Sunday, July 17, 2011

Friday, July 15, Day 5

Another day of classes and cycling to Santurce:
Today we examined a number of textbooks that are popular in Spain and discussed some of the latest teaching methods. Begonia went through a grammar exercise to help us think of how we use present tense verbs to communicate a wide array of actions that may or may not have anything to do with the "present."  Our colleague, Maddy, shared a verb conjugation game, which was a nice change of pace since Spanish professors (and Teachers) still act like the "sage on the stage."  Learning through doing in the classroom is still pretty rare in Spain, but to Begonia's credit, she went along with the activity and it was worthwhile.  Gracias, Maddy. 

Francisco used headlines from newspapers, photos, intros and articles to help us understand how we can use the newspaper as a valuable learning tool.  We did pairing, organizing, answering questions, analyzing and writing to demonstrate how it is good to start with the simple and work toward the more complex.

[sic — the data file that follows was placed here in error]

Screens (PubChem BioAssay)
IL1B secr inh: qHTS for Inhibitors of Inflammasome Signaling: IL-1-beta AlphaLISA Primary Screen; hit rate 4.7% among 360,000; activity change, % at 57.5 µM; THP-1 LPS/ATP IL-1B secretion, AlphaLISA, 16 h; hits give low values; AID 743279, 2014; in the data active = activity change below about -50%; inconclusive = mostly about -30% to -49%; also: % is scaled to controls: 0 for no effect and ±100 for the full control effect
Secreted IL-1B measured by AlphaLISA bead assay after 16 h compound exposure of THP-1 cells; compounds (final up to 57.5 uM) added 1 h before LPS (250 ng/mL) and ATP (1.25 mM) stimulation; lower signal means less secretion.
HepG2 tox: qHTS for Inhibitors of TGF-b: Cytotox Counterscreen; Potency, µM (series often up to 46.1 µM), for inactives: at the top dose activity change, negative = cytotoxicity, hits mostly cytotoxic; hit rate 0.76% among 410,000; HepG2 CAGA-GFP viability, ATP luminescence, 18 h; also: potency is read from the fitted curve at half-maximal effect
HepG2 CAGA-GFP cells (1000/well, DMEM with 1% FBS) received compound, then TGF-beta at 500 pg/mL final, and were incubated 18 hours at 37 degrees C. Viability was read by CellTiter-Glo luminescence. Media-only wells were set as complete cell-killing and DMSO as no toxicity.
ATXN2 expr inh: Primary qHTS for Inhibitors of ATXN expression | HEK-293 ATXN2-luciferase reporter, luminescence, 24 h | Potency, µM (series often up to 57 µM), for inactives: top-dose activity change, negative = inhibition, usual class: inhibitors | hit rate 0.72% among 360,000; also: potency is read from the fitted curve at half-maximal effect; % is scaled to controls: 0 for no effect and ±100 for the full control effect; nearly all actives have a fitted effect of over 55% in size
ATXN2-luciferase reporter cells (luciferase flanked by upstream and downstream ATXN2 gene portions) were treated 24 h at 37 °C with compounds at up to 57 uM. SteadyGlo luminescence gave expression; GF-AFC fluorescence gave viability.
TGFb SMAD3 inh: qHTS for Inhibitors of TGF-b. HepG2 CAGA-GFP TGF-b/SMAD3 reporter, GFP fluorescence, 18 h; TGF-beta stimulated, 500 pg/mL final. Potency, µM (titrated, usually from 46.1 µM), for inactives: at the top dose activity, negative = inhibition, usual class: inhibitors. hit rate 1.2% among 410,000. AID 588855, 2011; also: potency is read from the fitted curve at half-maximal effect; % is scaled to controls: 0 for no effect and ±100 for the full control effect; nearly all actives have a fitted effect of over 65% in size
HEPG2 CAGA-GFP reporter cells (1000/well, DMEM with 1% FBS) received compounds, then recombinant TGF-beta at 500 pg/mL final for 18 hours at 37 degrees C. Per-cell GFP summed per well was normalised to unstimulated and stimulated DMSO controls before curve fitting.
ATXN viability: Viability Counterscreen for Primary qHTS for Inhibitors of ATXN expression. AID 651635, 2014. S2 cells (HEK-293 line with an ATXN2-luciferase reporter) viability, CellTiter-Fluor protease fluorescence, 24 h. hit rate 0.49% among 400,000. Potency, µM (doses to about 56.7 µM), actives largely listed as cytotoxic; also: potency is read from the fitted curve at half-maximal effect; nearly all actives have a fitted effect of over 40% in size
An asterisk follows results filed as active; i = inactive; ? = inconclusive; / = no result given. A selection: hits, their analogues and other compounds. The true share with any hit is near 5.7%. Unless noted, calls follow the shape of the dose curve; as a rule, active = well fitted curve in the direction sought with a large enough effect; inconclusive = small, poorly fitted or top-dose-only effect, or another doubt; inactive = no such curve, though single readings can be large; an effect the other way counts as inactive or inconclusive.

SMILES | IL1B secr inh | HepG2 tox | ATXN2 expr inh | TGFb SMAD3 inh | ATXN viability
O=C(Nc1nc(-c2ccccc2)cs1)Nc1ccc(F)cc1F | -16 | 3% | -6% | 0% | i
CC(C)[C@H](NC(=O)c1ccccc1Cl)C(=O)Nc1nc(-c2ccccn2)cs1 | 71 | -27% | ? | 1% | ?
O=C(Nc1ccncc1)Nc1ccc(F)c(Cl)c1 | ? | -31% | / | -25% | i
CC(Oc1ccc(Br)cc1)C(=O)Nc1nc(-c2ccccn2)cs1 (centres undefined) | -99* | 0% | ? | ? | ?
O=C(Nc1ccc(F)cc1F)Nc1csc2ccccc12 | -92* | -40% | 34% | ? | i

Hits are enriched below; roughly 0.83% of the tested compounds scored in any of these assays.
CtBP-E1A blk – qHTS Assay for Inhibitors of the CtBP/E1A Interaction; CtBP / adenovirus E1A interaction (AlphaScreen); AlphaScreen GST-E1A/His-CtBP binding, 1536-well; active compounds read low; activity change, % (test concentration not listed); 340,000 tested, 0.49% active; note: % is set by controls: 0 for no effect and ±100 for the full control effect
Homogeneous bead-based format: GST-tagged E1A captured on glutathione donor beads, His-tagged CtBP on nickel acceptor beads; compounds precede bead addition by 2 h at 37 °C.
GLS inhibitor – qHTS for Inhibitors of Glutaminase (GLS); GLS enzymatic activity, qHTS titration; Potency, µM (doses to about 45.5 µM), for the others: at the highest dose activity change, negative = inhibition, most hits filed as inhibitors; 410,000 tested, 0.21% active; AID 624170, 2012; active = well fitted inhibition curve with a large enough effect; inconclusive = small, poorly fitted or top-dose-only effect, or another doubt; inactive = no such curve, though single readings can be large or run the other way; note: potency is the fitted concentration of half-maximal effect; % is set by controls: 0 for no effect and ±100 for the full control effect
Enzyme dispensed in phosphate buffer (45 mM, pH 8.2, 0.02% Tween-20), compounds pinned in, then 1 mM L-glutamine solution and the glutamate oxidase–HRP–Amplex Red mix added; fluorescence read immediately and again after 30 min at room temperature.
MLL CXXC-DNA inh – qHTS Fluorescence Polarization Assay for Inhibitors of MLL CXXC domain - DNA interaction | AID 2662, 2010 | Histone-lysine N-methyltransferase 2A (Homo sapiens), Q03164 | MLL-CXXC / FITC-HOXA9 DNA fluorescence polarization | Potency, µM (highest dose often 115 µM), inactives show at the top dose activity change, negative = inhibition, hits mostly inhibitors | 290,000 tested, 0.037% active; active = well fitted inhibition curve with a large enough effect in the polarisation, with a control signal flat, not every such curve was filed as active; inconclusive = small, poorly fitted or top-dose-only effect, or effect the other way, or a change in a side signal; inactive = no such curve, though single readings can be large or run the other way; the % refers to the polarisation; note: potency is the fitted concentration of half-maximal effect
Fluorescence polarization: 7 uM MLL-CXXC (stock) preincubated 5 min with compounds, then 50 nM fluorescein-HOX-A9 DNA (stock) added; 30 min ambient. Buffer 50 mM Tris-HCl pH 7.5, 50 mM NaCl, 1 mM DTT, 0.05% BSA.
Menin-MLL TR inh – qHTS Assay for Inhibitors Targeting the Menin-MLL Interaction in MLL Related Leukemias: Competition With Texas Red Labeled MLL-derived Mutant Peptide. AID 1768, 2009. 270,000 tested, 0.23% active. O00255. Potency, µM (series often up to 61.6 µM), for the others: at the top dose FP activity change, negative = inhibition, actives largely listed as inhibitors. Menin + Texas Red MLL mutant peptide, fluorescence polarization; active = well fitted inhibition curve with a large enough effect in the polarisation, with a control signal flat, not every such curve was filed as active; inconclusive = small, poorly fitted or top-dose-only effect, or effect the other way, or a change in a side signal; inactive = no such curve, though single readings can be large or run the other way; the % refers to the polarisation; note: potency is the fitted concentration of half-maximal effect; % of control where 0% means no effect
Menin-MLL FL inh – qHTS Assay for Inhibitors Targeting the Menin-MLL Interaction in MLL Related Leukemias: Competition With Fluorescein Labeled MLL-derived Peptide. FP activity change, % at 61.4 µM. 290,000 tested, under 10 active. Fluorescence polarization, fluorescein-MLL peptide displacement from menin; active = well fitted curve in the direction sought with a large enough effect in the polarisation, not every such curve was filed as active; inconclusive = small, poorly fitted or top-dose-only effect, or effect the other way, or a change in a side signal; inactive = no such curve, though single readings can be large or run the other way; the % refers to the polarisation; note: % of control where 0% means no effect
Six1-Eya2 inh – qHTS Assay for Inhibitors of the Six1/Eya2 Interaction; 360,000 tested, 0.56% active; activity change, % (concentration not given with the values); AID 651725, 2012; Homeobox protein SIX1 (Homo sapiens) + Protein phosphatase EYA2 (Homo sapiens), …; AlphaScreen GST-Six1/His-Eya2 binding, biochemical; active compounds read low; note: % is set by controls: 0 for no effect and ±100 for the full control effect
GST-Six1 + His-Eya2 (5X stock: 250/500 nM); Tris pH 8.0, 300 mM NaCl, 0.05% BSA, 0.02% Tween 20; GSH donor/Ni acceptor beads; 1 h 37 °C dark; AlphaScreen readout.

Ana introduced us to Santurce (Santurtzi in Euskera), since tomorrow is their festival in honor of their patron saint.  This town is about 15 miles up the river that empties into the Bay of Biscay, and the locals will spend the weekend celebrating their port, fishing and other maritime activities.  Jeff and I decide to ride our bikes today in the afternoon and discover a very nice bike trail that takes us along the river all the way.  It's a good ride, and we enjoy the carnival like atmosphere once we arrive.  We pass by the famous "hanging bridge" that ferries cars and people across to the other side, and we lose count of the number of cranes and huge industrial rigs set up all along this historical waterway.  Ana then explains to us the whole social contract in Spain known as the "Estado de bienestar," basically the social security, education and health care system that has similarities and differences to ours in the US.  One thing seems certain, and that is that their system is being challenged by current economic realities just like ours.

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